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Friday, May 26, 2023

How Can Parents Protect Their Teens from Online Exposure?

Families, communities, and nations are stronger when parents limit the exposure that their children have to screens. Actress Kate Winslet recently won an award for playing the part of a distraught mother in “I Am Ruth,” a U.K. drama depicting the struggle of a severely depressed teenage girl with social media addiction. In accepting the award, Winslet spotlighted the harm caused by social media.

In the words of Winslet, the television drama is “for families who feel they are held hostage by the perils of the online world, for parents who wish they could still communicate with their teenagers but who no longer can, and for young people who are addicted to social media and its darker sides.”

Winslet called for politicians and other “people in power” to make changes to “criminalize harmful content” and to “eradicate harmful content.” She concluded, “We want our children back; we don’t want to lie awake terrified for children’s mental health….”

Winslet is joined by “many celebrities” and parents in voicing “concerns about the dangers of social media and smartphones,” according to Alysse ElHage and Brad Wilcox. ElHage is the editor of Family Studies, and Wilcox is the director of the National Marriage Project at the University of Virginia. Together they wrote the article with the above information as well as some suggestions for parents. 

·         Delay giving smartphones to children until at least high school. “Delaying a smartphone also helps parents delay social media longer, at least on the child’s phone. And given the harms of social media, especially for young teens, limiting your young teens (10-14) to a simple phone is a smart move.”

·         Limit and monitor the use of smartphones. “When your older teen is ready for a smartphone, the good news is that you do not have to hand the phone over and hope for the best. There are a variety of tools that parents can use to limit their children’s time online, monitor their phone and oversee their use of social media.”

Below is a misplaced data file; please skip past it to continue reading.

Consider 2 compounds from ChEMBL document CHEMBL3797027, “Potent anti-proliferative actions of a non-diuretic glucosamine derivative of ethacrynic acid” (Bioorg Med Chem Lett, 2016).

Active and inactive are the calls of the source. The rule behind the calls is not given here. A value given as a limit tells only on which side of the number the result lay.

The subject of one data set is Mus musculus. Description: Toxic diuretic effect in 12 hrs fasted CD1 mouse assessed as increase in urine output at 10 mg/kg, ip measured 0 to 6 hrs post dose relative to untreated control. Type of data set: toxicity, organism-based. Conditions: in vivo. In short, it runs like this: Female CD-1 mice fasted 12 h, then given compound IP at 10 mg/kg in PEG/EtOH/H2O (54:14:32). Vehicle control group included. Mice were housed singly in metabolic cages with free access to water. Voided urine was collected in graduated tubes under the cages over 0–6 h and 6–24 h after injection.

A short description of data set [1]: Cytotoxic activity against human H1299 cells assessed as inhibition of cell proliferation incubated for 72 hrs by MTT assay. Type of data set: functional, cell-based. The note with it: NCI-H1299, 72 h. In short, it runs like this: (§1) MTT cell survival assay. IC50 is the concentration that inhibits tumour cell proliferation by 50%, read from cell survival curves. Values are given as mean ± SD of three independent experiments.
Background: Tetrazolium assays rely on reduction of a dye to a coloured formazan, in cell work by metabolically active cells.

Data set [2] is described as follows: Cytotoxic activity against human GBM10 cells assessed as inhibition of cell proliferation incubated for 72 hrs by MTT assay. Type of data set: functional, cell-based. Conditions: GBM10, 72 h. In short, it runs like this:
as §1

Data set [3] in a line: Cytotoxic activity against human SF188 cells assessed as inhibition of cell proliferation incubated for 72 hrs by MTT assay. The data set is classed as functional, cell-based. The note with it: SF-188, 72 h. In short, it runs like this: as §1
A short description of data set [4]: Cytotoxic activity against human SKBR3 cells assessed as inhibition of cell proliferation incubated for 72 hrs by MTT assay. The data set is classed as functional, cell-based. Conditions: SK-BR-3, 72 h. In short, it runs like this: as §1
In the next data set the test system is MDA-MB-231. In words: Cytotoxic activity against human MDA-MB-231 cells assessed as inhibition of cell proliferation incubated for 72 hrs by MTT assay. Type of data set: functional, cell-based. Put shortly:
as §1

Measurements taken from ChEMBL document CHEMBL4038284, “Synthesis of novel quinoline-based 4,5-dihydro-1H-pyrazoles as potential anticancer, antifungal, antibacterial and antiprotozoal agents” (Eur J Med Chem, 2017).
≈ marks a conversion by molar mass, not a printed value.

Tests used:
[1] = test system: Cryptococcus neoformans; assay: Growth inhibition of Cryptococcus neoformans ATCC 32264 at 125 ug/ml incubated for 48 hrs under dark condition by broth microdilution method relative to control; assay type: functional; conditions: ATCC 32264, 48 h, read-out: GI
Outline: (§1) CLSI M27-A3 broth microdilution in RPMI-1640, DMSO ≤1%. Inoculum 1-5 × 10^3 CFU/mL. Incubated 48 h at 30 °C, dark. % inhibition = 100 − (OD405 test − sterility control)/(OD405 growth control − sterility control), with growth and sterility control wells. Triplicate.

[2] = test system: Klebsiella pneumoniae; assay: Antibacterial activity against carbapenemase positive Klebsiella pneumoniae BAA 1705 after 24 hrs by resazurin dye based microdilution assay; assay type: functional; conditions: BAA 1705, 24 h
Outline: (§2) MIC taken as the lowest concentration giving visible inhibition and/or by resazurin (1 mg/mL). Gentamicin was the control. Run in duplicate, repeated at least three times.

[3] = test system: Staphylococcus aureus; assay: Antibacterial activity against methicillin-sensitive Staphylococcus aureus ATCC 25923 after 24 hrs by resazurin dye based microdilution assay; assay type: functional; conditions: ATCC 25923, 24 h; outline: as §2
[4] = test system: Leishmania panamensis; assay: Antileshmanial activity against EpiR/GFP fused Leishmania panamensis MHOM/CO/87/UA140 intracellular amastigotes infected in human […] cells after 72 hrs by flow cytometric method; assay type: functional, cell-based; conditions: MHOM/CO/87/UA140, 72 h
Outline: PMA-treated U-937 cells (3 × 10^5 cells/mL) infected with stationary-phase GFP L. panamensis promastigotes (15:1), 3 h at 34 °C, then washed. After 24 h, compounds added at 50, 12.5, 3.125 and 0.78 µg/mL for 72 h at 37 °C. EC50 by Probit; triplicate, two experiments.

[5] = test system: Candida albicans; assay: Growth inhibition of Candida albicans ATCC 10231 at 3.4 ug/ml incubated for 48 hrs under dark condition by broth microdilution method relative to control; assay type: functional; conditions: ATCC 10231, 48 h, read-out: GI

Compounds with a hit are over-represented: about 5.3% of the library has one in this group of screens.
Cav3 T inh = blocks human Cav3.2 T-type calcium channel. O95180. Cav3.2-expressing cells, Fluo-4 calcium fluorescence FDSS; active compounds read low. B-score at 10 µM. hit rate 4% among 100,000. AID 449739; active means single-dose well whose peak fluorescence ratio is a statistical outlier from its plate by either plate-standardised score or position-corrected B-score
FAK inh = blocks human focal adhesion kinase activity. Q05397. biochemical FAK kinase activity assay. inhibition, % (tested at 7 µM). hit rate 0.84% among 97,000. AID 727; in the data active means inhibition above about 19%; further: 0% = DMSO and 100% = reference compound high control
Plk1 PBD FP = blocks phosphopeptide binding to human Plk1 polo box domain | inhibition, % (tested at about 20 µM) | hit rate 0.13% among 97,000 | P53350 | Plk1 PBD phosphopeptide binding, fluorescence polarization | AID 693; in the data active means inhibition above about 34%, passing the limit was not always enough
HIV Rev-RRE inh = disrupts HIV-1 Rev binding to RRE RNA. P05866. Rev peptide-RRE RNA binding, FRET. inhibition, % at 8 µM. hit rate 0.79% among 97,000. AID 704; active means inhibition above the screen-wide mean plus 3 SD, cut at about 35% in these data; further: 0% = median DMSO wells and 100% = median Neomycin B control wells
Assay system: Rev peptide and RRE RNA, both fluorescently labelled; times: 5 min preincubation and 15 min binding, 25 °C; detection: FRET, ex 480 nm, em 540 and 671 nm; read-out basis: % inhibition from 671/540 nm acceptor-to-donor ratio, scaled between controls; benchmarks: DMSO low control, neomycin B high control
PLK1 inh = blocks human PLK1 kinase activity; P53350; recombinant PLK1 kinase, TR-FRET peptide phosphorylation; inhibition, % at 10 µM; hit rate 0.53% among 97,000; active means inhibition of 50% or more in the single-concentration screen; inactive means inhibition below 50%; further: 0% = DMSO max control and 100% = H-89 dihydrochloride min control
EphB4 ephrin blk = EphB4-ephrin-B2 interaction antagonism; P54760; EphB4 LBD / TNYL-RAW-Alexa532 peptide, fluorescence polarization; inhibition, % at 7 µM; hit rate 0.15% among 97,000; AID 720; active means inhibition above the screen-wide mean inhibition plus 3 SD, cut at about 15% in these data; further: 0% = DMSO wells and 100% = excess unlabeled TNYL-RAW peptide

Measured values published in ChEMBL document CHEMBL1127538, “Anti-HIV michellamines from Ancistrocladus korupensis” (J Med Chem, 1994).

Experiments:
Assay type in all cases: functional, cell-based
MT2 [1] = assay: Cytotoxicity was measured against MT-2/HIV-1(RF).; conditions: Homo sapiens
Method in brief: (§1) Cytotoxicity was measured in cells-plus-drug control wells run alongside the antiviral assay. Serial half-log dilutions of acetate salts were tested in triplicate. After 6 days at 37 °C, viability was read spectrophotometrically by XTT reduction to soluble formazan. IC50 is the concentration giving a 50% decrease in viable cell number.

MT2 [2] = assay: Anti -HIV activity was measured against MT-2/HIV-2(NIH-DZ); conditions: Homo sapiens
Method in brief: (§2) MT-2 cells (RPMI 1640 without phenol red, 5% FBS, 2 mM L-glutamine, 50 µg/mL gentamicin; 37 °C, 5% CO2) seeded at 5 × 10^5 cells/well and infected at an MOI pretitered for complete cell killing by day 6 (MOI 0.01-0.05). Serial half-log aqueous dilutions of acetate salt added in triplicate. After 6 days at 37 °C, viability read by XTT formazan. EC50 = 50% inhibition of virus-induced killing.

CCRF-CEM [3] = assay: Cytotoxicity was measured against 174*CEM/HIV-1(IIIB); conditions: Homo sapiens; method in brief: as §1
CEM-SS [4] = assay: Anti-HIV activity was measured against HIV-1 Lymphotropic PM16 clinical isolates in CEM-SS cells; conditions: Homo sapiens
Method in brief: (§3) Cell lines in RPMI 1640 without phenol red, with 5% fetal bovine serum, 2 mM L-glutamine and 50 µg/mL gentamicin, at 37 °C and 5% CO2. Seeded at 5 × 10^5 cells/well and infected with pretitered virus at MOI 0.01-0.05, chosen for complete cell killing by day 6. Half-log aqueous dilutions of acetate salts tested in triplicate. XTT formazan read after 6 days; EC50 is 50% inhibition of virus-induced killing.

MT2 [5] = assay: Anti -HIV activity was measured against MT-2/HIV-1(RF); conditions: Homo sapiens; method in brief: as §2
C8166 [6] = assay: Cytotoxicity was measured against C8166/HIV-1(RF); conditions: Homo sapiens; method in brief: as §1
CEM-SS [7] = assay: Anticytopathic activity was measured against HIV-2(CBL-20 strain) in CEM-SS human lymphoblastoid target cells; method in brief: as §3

§  Bark is” an internet filtering and monitory app that alerts parent to problematic photos, text messages and websites, and help them manage a child’s time on the device and on various apps…. Bark also monitors teens’ use of social media and music apps, such as Instagram and Spotify, and gives parents an alert on their phones if there is a concern.”

§  Google Family Link “is free with a Gmail address. Family Link allows parents to block or limit apps, set limits on phone time and block certain websites, as well as track a child’s phone via GPS. (Parent tip: Adjust your child’s birth date if you plan to use the tool after they turn 13).

·         Use built-in controls. “Finally, parents who have allowed their teens to use social media sites should also be taking advantage of the new parental-control tools offered by many of these platforms, including SnapChat and Instagram. While we do not recommend relying solely on these built-in controls, they can provide a good backup tool, and from our experience, they go over better with teens.”

§  “Instagram’s parental supervision tools, for instance, enable parents to monitor whom their teen is following and who follows them, and (more importantly) to set daily time limits, ranging from 15 minutes to two hours. Parents can also institute scheduled daily breaks from the app - all through the parent’s Instagram account.”

·        Know the passwords. “Parents should also have access to their children’s passwords for their smartphones and social media apps so they can check in on their teens’ virtual world and make sure they are not getting into trouble online.”

According to ElHage and Wilcox, “things do not have to reach a crisis point where our teen is severely depressed, addicted to social media, dealing with an eating disorder, or suicidal due to unfiltered and unmonitored smartphone and social media use.” Parents must understand that they “are the first and most important line of defense in the battle against Big Tech for our children’s hearts, minds and health.” Parents should “be looking at [their] child’s phone regularly, monitoring its use, controlling the flow of information that is flowing through it and getting in between [your] child and harmful online content.” The most important thing that parents should do is “do not … wait for the government to limit our teens’ exposure to social media.”

Congress is working on legislation like the “Protecting Kids on Social Media Act.” However, parents can act in the best interest of their children “by delaying the smartphone and any social media until at least high school, taking advantage of non-internet forms of communication for the tween years, and using the countless tools available to help us limit, monitor and filter our teen’s time online once they acquire a smartphone.” By following this counsel, parents can strengthen their families, communities, and nations.

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